Pension For Elderly Veterans And Widows A Well Kept Secret

Veterans Who Served During Wartime And Their Widows Are Not Being Told About A Pension They Earned Which Helps Pay For Home Care, Assisted Living and Nursing Home Care.
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March 30, 2007 - PRLog -- Ask an elderly Veteran if they are aware they may be eligible for a pension from the Veteran’s Administration and they will tell you “I’m not eligible because I was not injured in the War.” This is a common misconception which keeps many Veterans from tapping into a benefit they well earned by serving our country.  The fact is elderly, disabled Veterans and their widows may very well qualify for large sums of money, but they have to apply for the funds. There are several Veteran pensions, but the pension designed to help elderly Veterans and Veteran’s Widows pay for costly Home Health Care, Assisted Living Facility or Nursing Home fees (if the Veteran is not covered by Medicaid) is called  Special Monthly Pension with Aid and Attendance. The pension can pay a married Veteran up to $1,801/month , an unmarried  Veteran up to $1,519/m and a Veteran’s Widow can receive up to $976/m. The amount one receives is based upon their medical expenses and their current financial and medical status. The pension is paid by check directly to the Veteran or Widow monthly.

The Special Monthly Pension with Aid and Attendance is the governments’ best kept secret. Many seniors have told me that they called Veterans’Affairs and were told that this pension does not exist or that they do not qualify. For thirteen years, I have assisted Veterans and Veteran’s Widows in obtaining these funds – they really do exist.

To get the maximum pension amount, a Veteran must qualify medically and financially and must have served their country for at least one day during “War Time”. Also the Veteran must have been honorably discharged. Every case is considered individually. If a Veteran or Veteran’s Widow feels they may qualify, they can apply for the pension. dpyuc The pension can take many months to actually be approved. The average waiting period is three to eight months. The first check will be retroactive to the date the application arrived at the Veterans’ Affairs, therefore the first check may be for thousands of dollars. Subsequent checks will arrive monthly for the approved amount. This pension money can mean the difference between affording adequate care for an aging Veteran/ Widow or having no care at all.

As with any governmental program, success is in the paperwork. The application is lengthy and some of it is in essay form. It is the wording of the essay areas that mean the difference between approval and denial. Also, Veteran’s Affairs does not tell Veterans about all the supporting documents that they would like to see with the application. The better the medical and financial records, the better the chances are of approval. Including the right medical forms signed by a doctor is very important for approval. Also typical of governmental red tape is the frustrating lack of communication. Once the application is filed , it is very difficult to get a status update.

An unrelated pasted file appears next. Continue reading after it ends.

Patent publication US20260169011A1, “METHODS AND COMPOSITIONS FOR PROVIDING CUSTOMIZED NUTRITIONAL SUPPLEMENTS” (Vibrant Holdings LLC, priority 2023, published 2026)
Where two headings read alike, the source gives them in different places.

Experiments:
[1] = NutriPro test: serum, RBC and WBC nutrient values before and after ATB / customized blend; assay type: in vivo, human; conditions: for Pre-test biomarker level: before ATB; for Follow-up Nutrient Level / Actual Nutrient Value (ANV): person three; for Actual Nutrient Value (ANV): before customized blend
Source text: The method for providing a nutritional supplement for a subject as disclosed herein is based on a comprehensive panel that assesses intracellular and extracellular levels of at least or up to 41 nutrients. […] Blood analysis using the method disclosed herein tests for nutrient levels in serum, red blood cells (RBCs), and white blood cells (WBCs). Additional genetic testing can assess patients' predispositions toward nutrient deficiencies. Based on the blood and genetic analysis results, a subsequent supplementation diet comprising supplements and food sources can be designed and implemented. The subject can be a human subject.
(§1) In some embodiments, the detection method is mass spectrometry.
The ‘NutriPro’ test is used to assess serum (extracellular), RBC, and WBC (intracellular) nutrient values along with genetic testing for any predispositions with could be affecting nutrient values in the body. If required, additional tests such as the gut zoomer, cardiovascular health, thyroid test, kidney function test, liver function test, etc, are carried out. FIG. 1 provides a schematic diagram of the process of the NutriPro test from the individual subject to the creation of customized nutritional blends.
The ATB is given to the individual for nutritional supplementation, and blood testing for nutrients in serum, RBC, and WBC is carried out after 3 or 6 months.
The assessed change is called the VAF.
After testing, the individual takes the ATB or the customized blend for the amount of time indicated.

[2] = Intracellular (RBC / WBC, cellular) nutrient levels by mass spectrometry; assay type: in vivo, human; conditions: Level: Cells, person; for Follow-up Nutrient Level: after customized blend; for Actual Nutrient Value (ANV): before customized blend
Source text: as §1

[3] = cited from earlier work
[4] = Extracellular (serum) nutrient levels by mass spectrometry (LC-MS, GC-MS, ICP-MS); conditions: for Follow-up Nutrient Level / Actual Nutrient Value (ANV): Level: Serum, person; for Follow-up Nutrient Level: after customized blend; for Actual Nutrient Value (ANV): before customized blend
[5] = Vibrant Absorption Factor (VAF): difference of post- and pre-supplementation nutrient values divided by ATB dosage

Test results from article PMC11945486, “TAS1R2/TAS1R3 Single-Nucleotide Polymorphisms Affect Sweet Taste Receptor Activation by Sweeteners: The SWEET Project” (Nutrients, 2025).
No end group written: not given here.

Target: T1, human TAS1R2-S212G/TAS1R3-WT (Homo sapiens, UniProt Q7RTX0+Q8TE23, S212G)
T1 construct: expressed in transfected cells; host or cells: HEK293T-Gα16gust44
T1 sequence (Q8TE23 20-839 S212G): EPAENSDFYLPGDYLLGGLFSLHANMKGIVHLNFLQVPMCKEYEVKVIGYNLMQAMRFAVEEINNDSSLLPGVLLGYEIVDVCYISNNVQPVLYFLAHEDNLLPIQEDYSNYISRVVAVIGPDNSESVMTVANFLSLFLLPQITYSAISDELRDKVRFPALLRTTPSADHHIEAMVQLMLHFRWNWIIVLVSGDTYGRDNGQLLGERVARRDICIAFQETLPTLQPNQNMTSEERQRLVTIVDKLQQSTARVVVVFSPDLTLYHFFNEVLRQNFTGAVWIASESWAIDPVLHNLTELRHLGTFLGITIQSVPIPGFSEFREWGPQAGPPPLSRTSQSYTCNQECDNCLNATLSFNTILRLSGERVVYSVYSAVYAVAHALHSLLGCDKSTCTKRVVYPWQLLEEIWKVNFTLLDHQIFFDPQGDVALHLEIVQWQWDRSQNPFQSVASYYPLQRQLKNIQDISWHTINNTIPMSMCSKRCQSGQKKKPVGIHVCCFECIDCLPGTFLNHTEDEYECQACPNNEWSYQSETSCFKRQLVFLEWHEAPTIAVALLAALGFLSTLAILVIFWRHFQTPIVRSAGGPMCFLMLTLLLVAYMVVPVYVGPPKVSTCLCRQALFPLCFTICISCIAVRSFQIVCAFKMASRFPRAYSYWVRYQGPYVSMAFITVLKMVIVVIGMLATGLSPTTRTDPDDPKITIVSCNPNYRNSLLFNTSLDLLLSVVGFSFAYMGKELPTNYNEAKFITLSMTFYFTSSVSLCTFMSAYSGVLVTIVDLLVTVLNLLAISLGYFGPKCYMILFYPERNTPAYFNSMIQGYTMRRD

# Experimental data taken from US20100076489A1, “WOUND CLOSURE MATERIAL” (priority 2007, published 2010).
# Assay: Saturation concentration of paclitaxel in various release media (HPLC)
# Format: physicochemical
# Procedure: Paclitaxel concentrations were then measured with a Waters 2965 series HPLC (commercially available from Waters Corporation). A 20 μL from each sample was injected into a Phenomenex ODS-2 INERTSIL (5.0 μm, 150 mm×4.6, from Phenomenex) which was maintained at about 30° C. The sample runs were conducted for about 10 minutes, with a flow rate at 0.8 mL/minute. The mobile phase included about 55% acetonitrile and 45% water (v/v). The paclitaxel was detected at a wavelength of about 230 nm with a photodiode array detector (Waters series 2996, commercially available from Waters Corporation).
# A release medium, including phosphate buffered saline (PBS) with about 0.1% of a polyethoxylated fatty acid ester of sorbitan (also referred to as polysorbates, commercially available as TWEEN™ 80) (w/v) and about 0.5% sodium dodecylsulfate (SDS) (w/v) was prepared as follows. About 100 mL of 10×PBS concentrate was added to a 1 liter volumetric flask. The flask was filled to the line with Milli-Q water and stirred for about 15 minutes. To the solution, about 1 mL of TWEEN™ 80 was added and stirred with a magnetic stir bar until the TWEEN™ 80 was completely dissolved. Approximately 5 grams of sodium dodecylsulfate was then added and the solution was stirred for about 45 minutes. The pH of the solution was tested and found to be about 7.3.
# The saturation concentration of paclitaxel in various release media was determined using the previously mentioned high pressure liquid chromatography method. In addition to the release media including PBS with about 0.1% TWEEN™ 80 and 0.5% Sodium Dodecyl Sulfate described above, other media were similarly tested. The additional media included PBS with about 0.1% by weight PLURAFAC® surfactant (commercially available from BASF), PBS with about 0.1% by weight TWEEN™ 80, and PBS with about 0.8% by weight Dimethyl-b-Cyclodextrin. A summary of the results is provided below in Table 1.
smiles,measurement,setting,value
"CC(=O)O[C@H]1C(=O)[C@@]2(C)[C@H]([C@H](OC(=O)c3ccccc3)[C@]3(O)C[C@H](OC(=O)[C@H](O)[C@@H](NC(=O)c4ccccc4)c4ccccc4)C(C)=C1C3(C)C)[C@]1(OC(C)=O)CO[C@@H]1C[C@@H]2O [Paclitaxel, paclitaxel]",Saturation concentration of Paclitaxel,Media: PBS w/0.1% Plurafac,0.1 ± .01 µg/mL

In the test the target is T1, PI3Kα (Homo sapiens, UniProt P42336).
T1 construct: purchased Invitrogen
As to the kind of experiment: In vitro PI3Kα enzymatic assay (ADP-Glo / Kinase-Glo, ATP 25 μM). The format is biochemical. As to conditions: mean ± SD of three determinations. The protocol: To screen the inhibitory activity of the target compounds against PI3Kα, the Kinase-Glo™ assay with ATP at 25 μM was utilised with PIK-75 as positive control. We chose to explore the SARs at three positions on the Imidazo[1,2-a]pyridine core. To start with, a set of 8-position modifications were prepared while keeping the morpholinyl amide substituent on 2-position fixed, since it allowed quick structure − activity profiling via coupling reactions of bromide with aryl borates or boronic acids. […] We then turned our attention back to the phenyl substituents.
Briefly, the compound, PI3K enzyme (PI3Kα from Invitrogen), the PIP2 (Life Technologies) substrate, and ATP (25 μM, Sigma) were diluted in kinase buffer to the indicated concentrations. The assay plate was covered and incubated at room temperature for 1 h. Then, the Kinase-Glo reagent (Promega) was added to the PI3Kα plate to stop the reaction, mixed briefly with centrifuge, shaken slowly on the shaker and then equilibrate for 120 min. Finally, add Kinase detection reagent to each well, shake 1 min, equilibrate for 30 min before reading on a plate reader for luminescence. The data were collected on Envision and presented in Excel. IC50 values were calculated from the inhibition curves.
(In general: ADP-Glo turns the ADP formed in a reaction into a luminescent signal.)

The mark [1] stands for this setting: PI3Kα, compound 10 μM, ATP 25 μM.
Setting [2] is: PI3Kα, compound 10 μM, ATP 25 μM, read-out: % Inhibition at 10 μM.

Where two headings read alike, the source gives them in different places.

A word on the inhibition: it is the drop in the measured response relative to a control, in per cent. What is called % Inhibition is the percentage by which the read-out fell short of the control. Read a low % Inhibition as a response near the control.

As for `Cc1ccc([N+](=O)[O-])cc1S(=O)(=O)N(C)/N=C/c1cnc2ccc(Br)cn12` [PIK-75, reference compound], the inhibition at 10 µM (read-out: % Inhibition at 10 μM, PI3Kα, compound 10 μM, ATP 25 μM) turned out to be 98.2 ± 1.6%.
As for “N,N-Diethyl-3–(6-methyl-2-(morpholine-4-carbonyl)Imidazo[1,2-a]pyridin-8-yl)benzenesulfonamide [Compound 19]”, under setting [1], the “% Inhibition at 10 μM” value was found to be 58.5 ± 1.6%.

In a perfect world, financial assistance for those who qualify should be easily accessible and easy to get. But the reality is that government agencies are inherently complicated and their application processes are never self explanatory or simple. Seasoned Geriatric Care Managers can often navigate these processes for you. They may charge for their services, but to attempt to do it yourself and have your application denied, will cost much more money. The Department of Veterans’ Affairs supposedly employs staff to help Veterans and Widows apply for these pensions for free, but it is these very people who have told so many seniors that they do not qualify, when in fact, they could qualify if they made one small change . Perhaps Veteran’s Affairs is afraid that if they made it easy for every Veteran to apply, the pension fund would go broke. I anticipate the pension fund will one day be either broke or impossible to get. For now, the money is very much available and attainable. With a little professional planning, many Veterans and Widows can receive pensions that make a significant difference in the amount of care they receive. After all, the reason for this particular pension is to assure that aged Veterans or Widows do not live in a substandard environment in their old age. It takes a little work to apply for this pension, but anything worth having usually does.

Source:Sonja Kobrin, V.I.P. Care Management, Inc.
Email:Contact Author
Tags:Geriatric, Veteran, Elders, Finance, Home Health, Assisted Living
Industry:Finance, Medical
Location:United States

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